Course material

Björn Kallander

Introduction to small scale industrial wood drying

This slideshow is in English and covers the basic principle of wood drying. It defines measures of moisture content of wood, shrinking and swelling and various drying methods. It covers the main phases of the drying schedule. It also discusses different drying methods and tools for drying, their qualities and drawbacks.

Björn Kallander


This slideshow is in Swedish and is about damage to wood caused by the drying process and how to reduce the damage. Measurement of moisture ratio, cracks and deformation-caused moisture ratio gradient and residual stresses. Drying quality and systematic improvement work.

Bent Jensen

Open air drying timber

This slideshow is in English and is about open air drying and why it is important to dry wood in order to make the most of it in all types of woodworking. Emphasis is placed on how the wood is stacked, what is to be avoided and why.


This project aims to create the foundation for an emerging small-scale, forest-based industry in Iceland by learning from experiences of other Scandinavian partners.

The Agricultural University of Iceland and the Iceland Forest Service have followed closely the forest development in Iceland over past decades. The history of forestry in Iceland is rather short since the first woods were only planted about 100 years ago. But growing timber for harvesting only began around the 1980s, when farmers started planned forestry with governmental support schemes.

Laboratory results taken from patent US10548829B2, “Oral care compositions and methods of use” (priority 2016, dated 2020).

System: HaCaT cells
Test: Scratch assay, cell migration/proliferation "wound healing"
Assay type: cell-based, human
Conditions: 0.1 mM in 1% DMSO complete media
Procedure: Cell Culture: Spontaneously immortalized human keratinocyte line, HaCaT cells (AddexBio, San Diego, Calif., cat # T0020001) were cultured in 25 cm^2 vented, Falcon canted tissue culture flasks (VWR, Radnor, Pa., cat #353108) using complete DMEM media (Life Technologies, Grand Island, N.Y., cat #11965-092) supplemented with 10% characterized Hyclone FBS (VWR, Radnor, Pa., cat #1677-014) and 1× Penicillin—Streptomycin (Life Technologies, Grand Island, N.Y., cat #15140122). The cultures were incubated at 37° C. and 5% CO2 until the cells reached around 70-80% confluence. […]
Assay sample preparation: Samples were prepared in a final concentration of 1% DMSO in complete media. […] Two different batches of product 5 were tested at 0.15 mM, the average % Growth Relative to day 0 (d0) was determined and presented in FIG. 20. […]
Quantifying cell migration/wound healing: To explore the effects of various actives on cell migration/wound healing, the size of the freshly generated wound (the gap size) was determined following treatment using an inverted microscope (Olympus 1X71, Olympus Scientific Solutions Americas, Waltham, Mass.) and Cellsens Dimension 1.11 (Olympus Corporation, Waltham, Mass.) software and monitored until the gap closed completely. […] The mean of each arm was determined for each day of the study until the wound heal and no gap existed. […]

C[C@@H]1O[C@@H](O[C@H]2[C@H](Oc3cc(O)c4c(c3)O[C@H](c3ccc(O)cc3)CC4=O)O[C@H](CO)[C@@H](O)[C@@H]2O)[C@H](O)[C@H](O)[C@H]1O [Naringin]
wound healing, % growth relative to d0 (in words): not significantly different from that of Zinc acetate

Today – 40 years later it has become an urgent matter to formulate and implement coordinated quality assessment guides for the main tree species used in Icelandic forestry.

The creation of wood-processing knowledge on an Iceland-specific level will be the foundation to kick off this development. Wider possibilities of using Icelandic quality timber will also serve to make the forest industry more sustainable. Therefore a main outcome of this innovative project will be to build up wood-processing education in Iceland and furthermore transfer and adapt existing European timber standards to Icelandic circumstances in close cooperation with experienced partners from countries with a long wood processing history (Sweden and Denmark).

The exciting training and teaching materials from Denmark and Sweden will be updated and adapted to Icelandic circumstances. All of the materials will be adjusted to digital learning principles.

Further project outcome will be the revision of a curriculum that enables the transfer of Icelandic lessons learned from kickstarting commercial timberlands to third countries who are facing similar challenges.